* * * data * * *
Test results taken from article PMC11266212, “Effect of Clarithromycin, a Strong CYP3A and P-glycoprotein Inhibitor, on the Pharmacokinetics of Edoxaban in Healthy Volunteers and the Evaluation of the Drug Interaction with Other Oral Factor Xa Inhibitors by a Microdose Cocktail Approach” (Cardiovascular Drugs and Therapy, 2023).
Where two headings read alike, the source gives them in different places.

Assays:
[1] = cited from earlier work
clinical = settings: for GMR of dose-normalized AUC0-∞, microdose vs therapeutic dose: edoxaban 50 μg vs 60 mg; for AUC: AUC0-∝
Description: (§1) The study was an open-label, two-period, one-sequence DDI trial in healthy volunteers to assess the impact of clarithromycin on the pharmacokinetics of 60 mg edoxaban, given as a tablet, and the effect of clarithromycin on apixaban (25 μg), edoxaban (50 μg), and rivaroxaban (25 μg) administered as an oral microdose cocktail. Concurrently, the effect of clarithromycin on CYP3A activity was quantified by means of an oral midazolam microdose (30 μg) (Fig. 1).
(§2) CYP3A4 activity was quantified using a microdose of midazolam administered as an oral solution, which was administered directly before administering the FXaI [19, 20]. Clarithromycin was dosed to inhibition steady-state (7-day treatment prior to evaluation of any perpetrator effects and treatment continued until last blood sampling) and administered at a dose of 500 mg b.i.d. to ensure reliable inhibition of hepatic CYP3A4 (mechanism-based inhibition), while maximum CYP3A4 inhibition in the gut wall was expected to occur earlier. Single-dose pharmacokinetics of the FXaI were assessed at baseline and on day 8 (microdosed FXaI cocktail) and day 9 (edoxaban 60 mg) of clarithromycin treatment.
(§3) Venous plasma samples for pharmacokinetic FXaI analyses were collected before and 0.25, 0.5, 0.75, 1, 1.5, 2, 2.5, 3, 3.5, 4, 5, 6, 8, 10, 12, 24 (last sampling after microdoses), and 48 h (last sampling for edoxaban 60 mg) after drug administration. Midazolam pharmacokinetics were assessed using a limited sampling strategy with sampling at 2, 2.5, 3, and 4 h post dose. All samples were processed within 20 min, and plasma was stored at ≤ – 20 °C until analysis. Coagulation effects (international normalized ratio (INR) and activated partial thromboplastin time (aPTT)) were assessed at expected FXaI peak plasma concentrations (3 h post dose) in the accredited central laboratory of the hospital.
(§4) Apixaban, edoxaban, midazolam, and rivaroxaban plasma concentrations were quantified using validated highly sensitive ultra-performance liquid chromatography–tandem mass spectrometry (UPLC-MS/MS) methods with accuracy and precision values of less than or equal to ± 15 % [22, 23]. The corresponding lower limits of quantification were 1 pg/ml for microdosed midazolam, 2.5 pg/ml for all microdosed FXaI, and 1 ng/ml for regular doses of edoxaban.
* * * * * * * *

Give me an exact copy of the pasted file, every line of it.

Test results taken from article PMC11266212, “Effect of Clarithromycin, a Strong CYP3A and P-glycoprotein Inhibitor, on the Pharmacokinetics of Edoxaban in Healthy Volunteers and the Evaluation of the Drug Interaction with Other Oral Factor Xa Inhibitors by a Microdose Cocktail Approach” (Cardiovascular Drugs and Therapy, 2023).
Where two headings read alike, the source gives them in different places.

Assays:
[1] = cited from earlier work
clinical = settings: for GMR of dose-normalized AUC0-∞, microdose vs therapeutic dose: edoxaban 50 μg vs 60 mg; for AUC: AUC0-∝
Description: (§1) The study was an open-label, two-period, one-sequence DDI trial in healthy volunteers to assess the impact of clarithromycin on the pharmacokinetics of 60 mg edoxaban, given as a tablet, and the effect of clarithromycin on apixaban (25 μg), edoxaban (50 μg), and rivaroxaban (25 μg) administered as an oral microdose cocktail. Concurrently, the effect of clarithromycin on CYP3A activity was quantified by means of an oral midazolam microdose (30 μg) (Fig. 1).
(§2) CYP3A4 activity was quantified using a microdose of midazolam administered as an oral solution, which was administered directly before administering the FXaI [19, 20]. Clarithromycin was dosed to inhibition steady-state (7-day treatment prior to evaluation of any perpetrator effects and treatment continued until last blood sampling) and administered at a dose of 500 mg b.i.d. to ensure reliable inhibition of hepatic CYP3A4 (mechanism-based inhibition), while maximum CYP3A4 inhibition in the gut wall was expected to occur earlier. Single-dose pharmacokinetics of the FXaI were assessed at baseline and on day 8 (microdosed FXaI cocktail) and day 9 (edoxaban 60 mg) of clarithromycin treatment.
(§3) Venous plasma samples for pharmacokinetic FXaI analyses were collected before and 0.25, 0.5, 0.75, 1, 1.5, 2, 2.5, 3, 3.5, 4, 5, 6, 8, 10, 12, 24 (last sampling after microdoses), and 48 h (last sampling for edoxaban 60 mg) after drug administration. Midazolam pharmacokinetics were assessed using a limited sampling strategy with sampling at 2, 2.5, 3, and 4 h post dose. All samples were processed within 20 min, and plasma was stored at ≤ – 20 °C until analysis. Coagulation effects (international normalized ratio (INR) and activated partial thromboplastin time (aPTT)) were assessed at expected FXaI peak plasma concentrations (3 h post dose) in the accredited central laboratory of the hospital.
(§4) Apixaban, edoxaban, midazolam, and rivaroxaban plasma concentrations were quantified using validated highly sensitive ultra-performance liquid chromatography–tandem mass spectrometry (UPLC-MS/MS) methods with accuracy and precision values of less than or equal to ± 15 % [22, 23]. The corresponding lower limits of quantification were 1 pg/ml for microdosed midazolam, 2.5 pg/ml for all microdosed FXaI, and 1 ng/ml for regular doses of edoxaban.